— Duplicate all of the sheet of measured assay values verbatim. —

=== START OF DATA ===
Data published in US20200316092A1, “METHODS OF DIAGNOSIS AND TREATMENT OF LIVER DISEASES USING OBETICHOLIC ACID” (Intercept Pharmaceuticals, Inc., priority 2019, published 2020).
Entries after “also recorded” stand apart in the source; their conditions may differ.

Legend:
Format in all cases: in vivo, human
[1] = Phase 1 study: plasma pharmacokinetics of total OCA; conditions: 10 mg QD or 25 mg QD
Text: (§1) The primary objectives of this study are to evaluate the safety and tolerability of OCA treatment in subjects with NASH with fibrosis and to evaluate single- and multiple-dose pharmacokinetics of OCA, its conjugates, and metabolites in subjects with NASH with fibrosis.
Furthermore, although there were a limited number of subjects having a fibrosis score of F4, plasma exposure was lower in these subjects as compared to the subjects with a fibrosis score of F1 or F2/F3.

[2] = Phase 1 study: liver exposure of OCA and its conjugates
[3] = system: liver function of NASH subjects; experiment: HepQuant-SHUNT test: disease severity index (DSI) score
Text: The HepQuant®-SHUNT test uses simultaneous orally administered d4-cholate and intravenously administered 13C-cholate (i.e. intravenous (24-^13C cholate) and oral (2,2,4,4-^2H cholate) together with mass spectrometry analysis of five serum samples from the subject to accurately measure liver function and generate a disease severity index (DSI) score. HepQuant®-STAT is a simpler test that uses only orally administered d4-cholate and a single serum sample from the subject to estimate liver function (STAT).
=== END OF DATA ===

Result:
Data published in US20200316092A1, “METHODS OF DIAGNOSIS AND TREATMENT OF LIVER DISEASES USING OBETICHOLIC ACID” (Intercept Pharmaceuticals, Inc., priority 2019, published 2020).
Entries after “also recorded” stand apart in the source; their conditions may differ.

Legend:
Format in all cases: in vivo, human
[1] = Phase 1 study: plasma pharmacokinetics of total OCA; conditions: 10 mg QD or 25 mg QD
Text: (§1) The primary objectives of this study are to evaluate the safety and tolerability of OCA treatment in subjects with NASH with fibrosis and to evaluate single- and multiple-dose pharmacokinetics of OCA, its conjugates, and metabolites in subjects with NASH with fibrosis.
Furthermore, although there were a limited number of subjects having a fibrosis score of F4, plasma exposure was lower in these subjects as compared to the subjects with a fibrosis score of F1 or F2/F3.

[2] = Phase 1 study: liver exposure of OCA and its conjugates
[3] = system: liver function of NASH subjects; experiment: HepQuant-SHUNT test: disease severity index (DSI) score
Text: The HepQuant®-SHUNT test uses simultaneous orally administered d4-cholate and intravenously administered 13C-cholate (i.e. intravenous (24-^13C cholate) and oral (2,2,4,4-^2H cholate) together with mass spectrometry analysis of five serum samples from the subject to accurately measure liver function and generate a disease severity index (DSI) score. HepQuant®-STAT is a simpler test that uses only orally administered d4-cholate and a single serum sample from the subject to estimate liver function (STAT).